Ballet superstar Carlos Acosta brings his critically acclaimed Cuban company Acosta Danza to Norwich Theatre Royal this week for the European premiere of their new show, Evolution. Emma Lee met him ahead of the performance.

Eastern Daily Press: Carlos Acosta and Acosta Danza in Rooster by Christopher Bruce.Carlos Acosta and Acosta Danza in Rooster by Christopher Bruce. (Image: ©Tristram Kenton)

Watching the story of his life on the big screen is always an emotional experience for Carlos Acosta.

Released earlier this year, and based on his autobiography No Way Home, Yuli follows his journey, from growing up in poverty in Cuba to joining the Royal Ballet.

And what a journey it was, from (very) reluctant ballet dancer to one of the art's superstars.

"Every time I watch it I cry," he says.

"I had to live my father's dreams, save myself and make my father proud. My parents and my sister are all over the movie and they are not around."

Acosta retired from the Royal Ballet in 2015 and has gone on to form Acosta Danza.

Eastern Daily Press: Legendary dancer Carlos Acosta, who is bringing his Cuban dance company, Acosta Danza, to Norwich Theatre Royal.Legendary dancer Carlos Acosta, who is bringing his Cuban dance company, Acosta Danza, to Norwich Theatre Royal. (Image: © Johan Persson)

Based in Havana, the company is currently touring its new show, Evolution, which has its European premiere at Norwich Theatre Royal this week and in a real treat for dance fans Acosta himself will be performing.

Cuba's culture and vibrancy have always had a big influence on Acosta's career and as well as nuturing new dance and choreography talent it celebrates his roots and heritage.

"Dance was always a part of me. In Cuba everbody dances," he says.

Evolution is a programme of new and existing works - a fusion of Cuban culture and folklore with ballet and contemporary dance.

"Contemporary can be anything - ballet is the art of pretending, reflecting a society that is long gone," he says.

Acosta is dancing in Rooster, Christopher Bruce's crowd-pleasing piece choreographed to music by The Rolling Stones.

Eastern Daily Press: Acosta Danza, who are perforning their new show Evolution at Norwich Theatre Royal this week.Acosta Danza, who are perforning their new show Evolution at Norwich Theatre Royal this week. (Image: Enrique (Kike) Smith Soto)

The company is also performing new works, Paysage, Soudain, la nuit by Swedish choreographer Pontus Lidberg and Satori, by breakthrough Cuban choreographer Raúl Reinoso.

Inspired by Vaslav Nijinsky's L'après midi d'un faune, Sidi Larbi Cherkaoui completes the bill with Faun, set to Debussy's original score with additional music from Nitin Sawhney.

"It is always a pleasure to be here in Norwich," says Acosta.

"My dancers always look forward to coming here - they love the city and the theatre and they are really happy to be back. We are thankful to the Theatre Royal and [chief executive] Stephen Crocker for their support."

Talking about the show, he says: "The company is four years old. We started with no base and no repertoire and this is our way of sharing our evolution with people," he says.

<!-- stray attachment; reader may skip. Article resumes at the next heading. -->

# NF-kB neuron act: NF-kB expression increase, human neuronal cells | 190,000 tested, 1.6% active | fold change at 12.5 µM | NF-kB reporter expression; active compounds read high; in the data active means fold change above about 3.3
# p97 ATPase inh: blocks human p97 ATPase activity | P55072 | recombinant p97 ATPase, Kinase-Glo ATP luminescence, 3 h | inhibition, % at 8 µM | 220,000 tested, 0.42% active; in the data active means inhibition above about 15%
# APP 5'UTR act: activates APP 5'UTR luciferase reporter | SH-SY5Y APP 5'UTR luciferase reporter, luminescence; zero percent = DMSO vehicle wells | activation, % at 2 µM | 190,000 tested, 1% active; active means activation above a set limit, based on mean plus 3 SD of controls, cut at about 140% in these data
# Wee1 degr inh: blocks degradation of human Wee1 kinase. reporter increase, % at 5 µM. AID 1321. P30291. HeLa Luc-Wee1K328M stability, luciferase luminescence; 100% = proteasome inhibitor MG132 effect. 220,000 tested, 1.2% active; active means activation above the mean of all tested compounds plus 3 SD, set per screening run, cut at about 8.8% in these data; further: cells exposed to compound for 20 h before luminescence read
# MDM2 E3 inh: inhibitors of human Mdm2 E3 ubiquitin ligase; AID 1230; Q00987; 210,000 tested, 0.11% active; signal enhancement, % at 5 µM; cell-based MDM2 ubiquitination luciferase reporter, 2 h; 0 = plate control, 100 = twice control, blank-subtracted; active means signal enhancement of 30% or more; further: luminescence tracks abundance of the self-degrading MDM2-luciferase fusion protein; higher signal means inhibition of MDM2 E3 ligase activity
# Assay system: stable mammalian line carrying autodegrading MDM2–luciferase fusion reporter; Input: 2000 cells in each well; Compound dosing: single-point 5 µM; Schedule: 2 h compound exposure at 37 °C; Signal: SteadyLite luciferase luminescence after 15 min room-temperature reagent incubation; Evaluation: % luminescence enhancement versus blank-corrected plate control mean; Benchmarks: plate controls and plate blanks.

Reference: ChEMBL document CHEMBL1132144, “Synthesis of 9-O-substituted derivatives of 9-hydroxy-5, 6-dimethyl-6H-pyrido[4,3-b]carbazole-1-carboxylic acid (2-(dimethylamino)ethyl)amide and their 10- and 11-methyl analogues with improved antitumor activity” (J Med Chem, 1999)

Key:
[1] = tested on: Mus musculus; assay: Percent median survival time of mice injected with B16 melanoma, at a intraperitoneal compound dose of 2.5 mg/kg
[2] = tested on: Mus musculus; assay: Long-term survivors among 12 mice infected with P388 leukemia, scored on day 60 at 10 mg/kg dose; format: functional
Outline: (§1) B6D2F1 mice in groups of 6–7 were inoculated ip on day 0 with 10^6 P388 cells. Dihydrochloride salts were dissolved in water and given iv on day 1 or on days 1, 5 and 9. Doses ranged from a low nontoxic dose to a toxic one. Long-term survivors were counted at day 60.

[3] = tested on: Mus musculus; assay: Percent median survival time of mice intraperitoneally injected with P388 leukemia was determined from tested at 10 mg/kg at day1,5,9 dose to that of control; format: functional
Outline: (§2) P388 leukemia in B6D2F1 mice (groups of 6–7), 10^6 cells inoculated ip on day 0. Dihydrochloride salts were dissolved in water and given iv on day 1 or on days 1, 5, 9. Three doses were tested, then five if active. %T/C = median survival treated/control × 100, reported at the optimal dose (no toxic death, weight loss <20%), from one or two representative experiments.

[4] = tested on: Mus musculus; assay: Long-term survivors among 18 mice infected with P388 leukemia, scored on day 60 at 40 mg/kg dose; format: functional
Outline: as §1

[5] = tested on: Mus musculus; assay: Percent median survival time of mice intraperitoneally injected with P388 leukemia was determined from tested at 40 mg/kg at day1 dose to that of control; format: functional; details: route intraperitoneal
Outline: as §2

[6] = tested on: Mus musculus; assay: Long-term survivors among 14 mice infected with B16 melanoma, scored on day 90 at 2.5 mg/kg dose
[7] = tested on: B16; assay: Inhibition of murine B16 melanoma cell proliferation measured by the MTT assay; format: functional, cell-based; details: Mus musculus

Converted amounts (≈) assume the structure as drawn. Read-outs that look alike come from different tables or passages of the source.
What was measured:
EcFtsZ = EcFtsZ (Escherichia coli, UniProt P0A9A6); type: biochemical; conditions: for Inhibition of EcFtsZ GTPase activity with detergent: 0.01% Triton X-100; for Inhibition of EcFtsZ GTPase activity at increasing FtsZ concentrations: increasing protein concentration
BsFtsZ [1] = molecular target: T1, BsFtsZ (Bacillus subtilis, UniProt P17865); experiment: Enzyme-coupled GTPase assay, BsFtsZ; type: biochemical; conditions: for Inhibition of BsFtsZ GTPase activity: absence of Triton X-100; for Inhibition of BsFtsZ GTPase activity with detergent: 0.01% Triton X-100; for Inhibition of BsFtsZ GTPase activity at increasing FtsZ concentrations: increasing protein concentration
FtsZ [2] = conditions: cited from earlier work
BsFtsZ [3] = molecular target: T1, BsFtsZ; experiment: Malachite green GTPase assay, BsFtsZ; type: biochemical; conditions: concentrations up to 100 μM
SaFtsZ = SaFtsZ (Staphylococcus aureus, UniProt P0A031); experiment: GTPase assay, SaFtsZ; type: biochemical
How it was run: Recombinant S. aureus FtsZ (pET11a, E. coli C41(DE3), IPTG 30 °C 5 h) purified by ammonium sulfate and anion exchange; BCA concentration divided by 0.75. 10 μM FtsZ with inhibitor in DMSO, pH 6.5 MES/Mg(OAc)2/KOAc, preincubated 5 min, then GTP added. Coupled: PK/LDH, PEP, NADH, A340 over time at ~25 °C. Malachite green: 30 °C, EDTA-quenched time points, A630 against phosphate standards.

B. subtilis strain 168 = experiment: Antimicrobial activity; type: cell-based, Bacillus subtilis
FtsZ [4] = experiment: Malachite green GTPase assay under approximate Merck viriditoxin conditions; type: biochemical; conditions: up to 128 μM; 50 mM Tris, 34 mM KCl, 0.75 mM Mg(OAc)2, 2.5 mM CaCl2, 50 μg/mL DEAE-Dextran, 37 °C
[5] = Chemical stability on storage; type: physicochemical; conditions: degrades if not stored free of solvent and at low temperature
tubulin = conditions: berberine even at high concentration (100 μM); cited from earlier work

Acosta's career began when he was sent by his father to train at the National Ballet School of Cuba.

Eastern Daily Press: Norwich Theatre Royal is hosting the European premiere of Acosta Danza's new show, Evolution,Norwich Theatre Royal is hosting the European premiere of Acosta Danza's new show, Evolution, (Image: Archant)

"I discovered breakdancing - my father forced me into ballet," he says.

His breakthrough came in 1990 when he won the Gold Medal at the Prix de Lausanne. He was invited by Ivan Nagy to dance with the English National Ballet during their 91-92 season and then, aged just 18, he was the English National Ballet's youngest ever principal dancer.

Injury forced him to move back to Cuba, then after spells touring with the National Ballet of Cuba and the Houston Ballet, he joined the Royal Ballet under the direction of Anthony Dowell in 1998.

During his stellar career at the Royal Ballet Acosta danced in nearly all the major ballets in their repertoire - he was the company's first black Romeo - and often danced with Darcey Bussell. Since retiring from the Royal Ballet as well as founding Acosta Danza he has also created the Carlos Acosta International Dance Foundation.

A true passion project, it aims to give young dancers and choreographers the opportunities he benefitted from and the first step was the creation of the Acosta Danza Academy, which opened in Havana in September 2017.

And Acosta's association with Norwich Theatre Royal is set to continue.

In January he becomes artistic director of Birmingham Royal Ballet and they will be making their first visit to the theatre in July next year with a reimagining of Sergei Prokofiev's Peter and the Wolf, blending classical ballet, spoken word and physical theatre.

"This is the second chapter of my life, he says. "I'm becoming artistic director of Birmingham Royal Ballet, which will not leave me much time to sleep, and I also have three small daughters.

But I've always been an adventurous person and have challenged myself to get bigger dreams. I'm always thinking about the next challenge. My personal evolution has been a crazy one."

Performances of Acosta Danza Evolution are at Norwich Theatre Royal on October 28 and 29 at 7.30pm. Birmingham Royal Ballet's Peter and the Wolf is at the theatre on July 3 and 4. Box office: 01603 630000/